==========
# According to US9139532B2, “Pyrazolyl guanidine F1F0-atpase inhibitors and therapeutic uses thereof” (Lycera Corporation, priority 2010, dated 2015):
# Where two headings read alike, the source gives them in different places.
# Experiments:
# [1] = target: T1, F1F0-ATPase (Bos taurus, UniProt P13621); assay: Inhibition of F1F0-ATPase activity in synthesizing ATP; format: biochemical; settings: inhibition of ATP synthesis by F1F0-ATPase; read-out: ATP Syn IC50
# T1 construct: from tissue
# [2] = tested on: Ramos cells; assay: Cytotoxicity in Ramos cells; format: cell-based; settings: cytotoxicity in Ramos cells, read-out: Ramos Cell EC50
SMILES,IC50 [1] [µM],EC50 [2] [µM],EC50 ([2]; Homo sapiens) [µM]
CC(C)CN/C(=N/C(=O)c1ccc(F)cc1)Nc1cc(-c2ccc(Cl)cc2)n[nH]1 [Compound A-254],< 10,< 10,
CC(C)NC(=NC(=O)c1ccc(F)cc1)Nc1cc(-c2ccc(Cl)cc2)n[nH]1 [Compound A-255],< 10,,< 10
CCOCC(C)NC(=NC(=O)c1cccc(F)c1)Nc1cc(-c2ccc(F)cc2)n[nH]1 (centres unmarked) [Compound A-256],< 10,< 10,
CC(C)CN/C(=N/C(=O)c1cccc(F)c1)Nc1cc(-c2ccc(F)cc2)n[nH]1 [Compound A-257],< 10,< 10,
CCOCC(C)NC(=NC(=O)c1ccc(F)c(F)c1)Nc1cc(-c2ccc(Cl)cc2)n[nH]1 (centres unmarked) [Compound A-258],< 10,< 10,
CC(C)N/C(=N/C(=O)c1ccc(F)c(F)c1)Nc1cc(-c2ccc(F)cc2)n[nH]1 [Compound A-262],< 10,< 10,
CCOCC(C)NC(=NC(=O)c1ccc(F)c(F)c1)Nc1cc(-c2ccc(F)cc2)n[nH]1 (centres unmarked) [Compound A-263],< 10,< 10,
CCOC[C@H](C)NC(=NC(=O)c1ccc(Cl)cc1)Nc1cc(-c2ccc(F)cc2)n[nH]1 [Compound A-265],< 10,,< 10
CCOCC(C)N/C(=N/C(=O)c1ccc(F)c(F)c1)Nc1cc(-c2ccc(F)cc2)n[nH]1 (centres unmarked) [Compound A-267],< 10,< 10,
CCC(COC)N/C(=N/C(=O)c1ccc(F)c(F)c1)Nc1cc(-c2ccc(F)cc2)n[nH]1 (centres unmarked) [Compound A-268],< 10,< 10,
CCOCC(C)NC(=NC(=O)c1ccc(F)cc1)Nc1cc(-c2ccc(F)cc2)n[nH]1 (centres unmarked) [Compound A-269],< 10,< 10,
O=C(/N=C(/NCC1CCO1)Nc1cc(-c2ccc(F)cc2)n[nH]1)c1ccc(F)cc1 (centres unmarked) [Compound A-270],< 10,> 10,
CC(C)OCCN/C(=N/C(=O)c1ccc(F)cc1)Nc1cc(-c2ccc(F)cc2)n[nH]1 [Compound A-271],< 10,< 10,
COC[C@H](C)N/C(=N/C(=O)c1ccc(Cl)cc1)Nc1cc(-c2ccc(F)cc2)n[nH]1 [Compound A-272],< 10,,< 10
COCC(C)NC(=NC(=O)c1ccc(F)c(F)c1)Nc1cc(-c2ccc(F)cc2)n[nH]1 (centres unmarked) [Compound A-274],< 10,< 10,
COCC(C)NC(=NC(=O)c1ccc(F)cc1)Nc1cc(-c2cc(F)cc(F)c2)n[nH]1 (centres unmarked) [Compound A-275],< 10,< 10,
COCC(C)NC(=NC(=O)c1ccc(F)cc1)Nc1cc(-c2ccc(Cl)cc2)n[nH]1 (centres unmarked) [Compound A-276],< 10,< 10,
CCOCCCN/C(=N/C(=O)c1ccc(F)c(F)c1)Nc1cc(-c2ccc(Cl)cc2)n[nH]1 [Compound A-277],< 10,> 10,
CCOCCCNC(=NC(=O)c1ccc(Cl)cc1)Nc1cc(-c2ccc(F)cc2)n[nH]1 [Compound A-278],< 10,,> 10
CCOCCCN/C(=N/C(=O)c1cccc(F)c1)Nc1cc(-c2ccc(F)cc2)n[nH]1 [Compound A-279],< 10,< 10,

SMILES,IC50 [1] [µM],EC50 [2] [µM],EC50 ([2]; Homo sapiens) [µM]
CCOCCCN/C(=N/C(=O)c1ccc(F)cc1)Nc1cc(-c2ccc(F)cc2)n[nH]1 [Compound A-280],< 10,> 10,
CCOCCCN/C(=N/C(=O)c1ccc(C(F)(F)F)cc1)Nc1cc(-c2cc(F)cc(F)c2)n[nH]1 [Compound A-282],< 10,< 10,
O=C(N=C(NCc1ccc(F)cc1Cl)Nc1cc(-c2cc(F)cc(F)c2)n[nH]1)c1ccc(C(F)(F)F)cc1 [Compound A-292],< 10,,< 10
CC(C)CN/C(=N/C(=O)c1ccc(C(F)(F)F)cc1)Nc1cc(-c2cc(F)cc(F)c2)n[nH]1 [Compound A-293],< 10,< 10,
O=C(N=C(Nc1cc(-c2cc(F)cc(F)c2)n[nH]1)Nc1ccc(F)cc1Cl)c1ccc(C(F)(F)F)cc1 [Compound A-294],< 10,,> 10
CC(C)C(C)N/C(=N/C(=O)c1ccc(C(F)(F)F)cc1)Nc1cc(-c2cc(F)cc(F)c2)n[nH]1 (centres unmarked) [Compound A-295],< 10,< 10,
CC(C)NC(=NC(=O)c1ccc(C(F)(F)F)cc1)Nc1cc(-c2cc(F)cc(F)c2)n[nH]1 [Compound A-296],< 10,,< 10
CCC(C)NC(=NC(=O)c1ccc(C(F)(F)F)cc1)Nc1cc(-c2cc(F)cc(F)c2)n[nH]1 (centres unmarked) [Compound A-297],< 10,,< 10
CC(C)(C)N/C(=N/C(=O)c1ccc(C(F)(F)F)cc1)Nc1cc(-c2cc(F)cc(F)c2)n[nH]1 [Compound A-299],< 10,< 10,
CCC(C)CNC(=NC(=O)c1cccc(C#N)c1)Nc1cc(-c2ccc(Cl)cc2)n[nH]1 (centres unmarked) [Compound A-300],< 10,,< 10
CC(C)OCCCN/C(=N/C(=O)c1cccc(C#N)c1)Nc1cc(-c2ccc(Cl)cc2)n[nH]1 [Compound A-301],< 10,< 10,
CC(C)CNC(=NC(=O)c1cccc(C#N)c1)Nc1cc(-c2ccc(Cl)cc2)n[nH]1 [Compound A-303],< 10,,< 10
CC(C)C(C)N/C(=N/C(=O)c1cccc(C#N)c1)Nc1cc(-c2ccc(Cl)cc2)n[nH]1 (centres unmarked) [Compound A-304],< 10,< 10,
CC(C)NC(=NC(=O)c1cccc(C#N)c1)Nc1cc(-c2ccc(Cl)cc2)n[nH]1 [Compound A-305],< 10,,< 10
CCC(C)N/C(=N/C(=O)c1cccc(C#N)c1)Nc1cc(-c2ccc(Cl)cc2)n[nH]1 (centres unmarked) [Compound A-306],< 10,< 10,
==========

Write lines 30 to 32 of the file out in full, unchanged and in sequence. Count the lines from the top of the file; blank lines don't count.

CCOCCCN/C(=N/C(=O)c1ccc(C(F)(F)F)cc1)Nc1cc(-c2cc(F)cc(F)c2)n[nH]1 [Compound A-282],< 10,< 10,
O=C(N=C(NCc1ccc(F)cc1Cl)Nc1cc(-c2cc(F)cc(F)c2)n[nH]1)c1ccc(C(F)(F)F)cc1 [Compound A-292],< 10,,< 10
CC(C)CN/C(=N/C(=O)c1ccc(C(F)(F)F)cc1)Nc1cc(-c2cc(F)cc(F)c2)n[nH]1 [Compound A-293],< 10,< 10,